Formulation is widely considered a critical component of psychological therapies, and is thought to have a number of benefits both for the therapeutic process and the client directly. However, the evidence base supporting formulation and its possible interventive capacity is limited, and there is little empirical evidence exploring how clients perceive formulation as part of therapy. Work with the client described in this single case report provided an opportunity to explore the use of formulation as intervention and evaluate ways in which it may or may not prove helpful by interviewing the client directly about her experience of the process. Implications for further research on the use and outcomes of formulation are discussed.
A survey of psychiatrists with a special interest in CBT was conducted by email correspondence to answer two main questions: ‘What are the uses and the usefulness of the cognitive behavioural model within the day-to-day practice of psychiatrists?’ and ‘What are the most important roles of the consultant medical psychotherapist who has specialized in CBT?’ Despite the constraints of a low response rate the results still reflected the views of 46 psychiatrists who were particularly experienced in the area of CBT. They reported that the cognitive behavioural model was useful in general psychiatric settings, in particular in the engagement of patients, improving client's insight, adherence to medications, and for trainee supervision. The responders reaffirmed previously held views about the role of the consultant medical psychotherapist (CBT), in particular the roles of the assessment and management of complex cases, of taking responsibility for patients with a combination of medical and psychological issues and of teaching CBT to psychiatrists and other mental health professionals. The challenges of translating CBT competencies into generic non-CBT psychiatric settings are discussed, with the important potential role of the medical psychotherapist in this respect. The key skill of formulating cases in secondary care is emphasized.
The aim of this study was to identify and develop entomopathogenic fungi as biopesticides for management of Maruca vitrata (Fabricius). Fourteen isolates of Metarhizium anisopliae (Metchnikoff) Sorokin and six of Beauveria bassiana (Bals.-Criv.) Vuill. were screened against first instar larvae of M. vitrata. The two most virulent isolates were selected and further tested for production in four liquid media. Different formulations of one isolate were evaluated against different developmental stages. Metarhizium anisopliae ICIPE 18 and ICIPE 69 caused highest larval mortality of 91 and 81%, with lethal time to 50% mortality (LT50) values of 1.8 and 1.7 days and LC50 of 1.07 × 107 and 3.01 × 106conidia/ml, respectively. ICIPE 69 yielded more biomass and propagules in two liquid media than ICIPE 18. All developmental stages and adult moths were susceptible to fungal infection and horizontal transmission caused a significant reduction in fecundity. Isolate ICIPE 69 was identified as the most potent isolate for managing M. vitrata based on demonstrated efficacy against different developmental stages and amenability to production in liquid media and could be utilized as an alternative to pesticides in cowpea IPM.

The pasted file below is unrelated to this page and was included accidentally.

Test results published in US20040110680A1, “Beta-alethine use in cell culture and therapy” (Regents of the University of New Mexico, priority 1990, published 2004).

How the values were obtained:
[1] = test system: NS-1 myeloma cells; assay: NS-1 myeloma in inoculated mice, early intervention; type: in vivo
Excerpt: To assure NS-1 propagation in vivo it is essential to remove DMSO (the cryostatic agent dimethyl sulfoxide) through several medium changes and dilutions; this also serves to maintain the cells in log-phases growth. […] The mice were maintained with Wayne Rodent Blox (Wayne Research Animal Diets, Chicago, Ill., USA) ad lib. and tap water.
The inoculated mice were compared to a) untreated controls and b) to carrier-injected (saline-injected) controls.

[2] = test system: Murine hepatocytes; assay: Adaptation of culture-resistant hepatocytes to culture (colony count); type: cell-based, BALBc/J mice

While clinicians have described the benefits of using formulations within therapy, little is understood about the client's experience of the formulation process. Cognitive behaviour therapy (CBT) is currently the treatment of choice for many adult mental health difficulties. However, research exploring clients’ experiences of CBT formulation is very limited. The present study set out to explore experiences of CBT formulation in clients with depression. Seven participants were interviewed and the data analysed using Thematic Analysis. The analysis identified key themes such as: ‘Feeling trapped or restricted by depression’, ‘The development of the formulation – from coming to my own conclusions to something the therapist developed’, ‘From negative to mixed feelings: emotional reactions to the formulation during the therapeutic process’ and ‘A new journey: towards making a new sense of oneself’. The results of the study highlight the personal and emotional challenge of the formulation process for clients.
Anorexia nervosa (AN) and obsessive compulsive disorder (OCD) have been shown to have a number of commonalities, such as genetics, neurobiology, and symptoms. Approaches to treatment of AN have recently been described that take such findings into account, extending interventions recommended for obsessive compulsive and anxiety disorders to AN. The current paper aims to outline a formulation model of AN in adults, derived from the literature on OCD, and introduce this topic as a fruitful area to build on existing treatment techniques, and to prompt further discussion of such techniques. A formulation model is described, followed by a discussion of how this might be applied to AN, using examples from clinical practice. Potential benefits and difficulties are discussed. A formulation model is suggested that can easily be adapted to AN, complementing existing models in eating disorders.
Cognitive behavioural therapy (CBT) is an empirically grounded approach which typically relies on formulation to guide the shape and course of therapy. Cognitive formulation is widely advocated but poorly understood at an empirical level. This study aimed to characterize how clinicians understand the structure and uses of formulation and how they report on using it in their clinical practice relative to an expert reference group. A total of 124 clinicians in routine clinical practice completed a questionnaire, which assessed their clinical use and understanding of formulation. For some aspects of the questionnaire a comparison with a reference group, 15 highly specialist CBT therapists, was used. High levels of self-rated expertise were noted and at levels comparable to that of the highly specialist group. Participants rated themselves as less capable in terms of their formulation skills relative to their self-rating in CBT overall. Formulation is typically rated as important by those with some professional commitment to CBT. There may be some gaps in the way formulation is applied in clinical practice that should be addressed at the level of training and supervision.